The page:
Cassville juniors beat state averages on ACT test
Test provides snapshot of college readiness
ACT test results from the 2014-2015 school year for Cassville juniors are in, and the Cassville school district is proud to report the results.
According to Jill LeCompte, Cassville school district assistant superintendent, 10 percent of the juniors met all four college readiness benchmark scores, which is higher than the state average. A benchmark score assists in determining a student's readiness for college coursework. Colleges use the benchmark scores as one of many sets of criteria for admission or as a foundation for determining course placement.
"Our 10 percent is above the state average, and just because a student doesn't score in that range, does not necessarily mean he/she is not college career ready," she said. "The ACT is just a snapshot in the educational journey of a student. Many students will take the test again as seniors [on their own] and that percentage or readiness will increase. Our scores are very similar to those of the Big 8 Schools."
The ACT test evaluates students in English, Algebra, Social Science and Biology. This was the first year the Missouri Board of Education required juniors to take the test, however the district has always encouraged juniors to take the ACT as juniors, as again, as seniors.
LeCompte said Cassville juniors performed better than their counterparts statewide.
"We are proud of our kids," said LeCompte. "We knew our kids would be up for the challenge and would perform well, but we were thrilled when we received the results. Cassville students performed above the statewide average in College English Composition and College Social Science. Fifty-five percent of CHS juniors met the benchmark in English Composition while 53 percent of students statewide met this benchmark. Thirty-four percent of students across the state met the Social Science benchmark, however, 35 percent of our students were able to meet this benchmark."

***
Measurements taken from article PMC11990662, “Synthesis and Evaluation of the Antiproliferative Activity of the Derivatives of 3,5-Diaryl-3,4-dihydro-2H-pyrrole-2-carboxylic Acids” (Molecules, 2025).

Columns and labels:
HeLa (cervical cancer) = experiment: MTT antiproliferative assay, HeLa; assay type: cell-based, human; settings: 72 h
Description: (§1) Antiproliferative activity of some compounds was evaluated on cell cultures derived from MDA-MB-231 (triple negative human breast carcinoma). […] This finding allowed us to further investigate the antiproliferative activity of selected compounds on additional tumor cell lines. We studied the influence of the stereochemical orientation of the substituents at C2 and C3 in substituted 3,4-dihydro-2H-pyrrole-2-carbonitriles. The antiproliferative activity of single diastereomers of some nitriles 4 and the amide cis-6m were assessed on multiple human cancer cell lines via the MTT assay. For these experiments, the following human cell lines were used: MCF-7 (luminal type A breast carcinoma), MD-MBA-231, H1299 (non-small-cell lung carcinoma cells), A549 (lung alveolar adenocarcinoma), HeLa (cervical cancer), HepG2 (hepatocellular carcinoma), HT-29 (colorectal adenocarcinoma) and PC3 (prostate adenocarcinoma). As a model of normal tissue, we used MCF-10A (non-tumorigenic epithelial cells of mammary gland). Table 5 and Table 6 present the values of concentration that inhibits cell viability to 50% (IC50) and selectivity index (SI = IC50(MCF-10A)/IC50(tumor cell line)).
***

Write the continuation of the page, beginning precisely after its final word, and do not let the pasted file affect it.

The ACT test will be administered to the 2015-2016 junior class this spring. The test can be taken electronically, but until issues with the online format are worked out, the district will continue administering the test via the paper method to ensure students get the best scores possible.
"Examinees must take the entire battery of tests within the same day," LeCompte said. "We are going to wait to take the ACT electronically until the 2016-2017 school year. Our students are comfortable using technology, but there have been several issues with the online format. Staff feels that we don't want to risk the kids' scores if the ACT online format isn't flawless."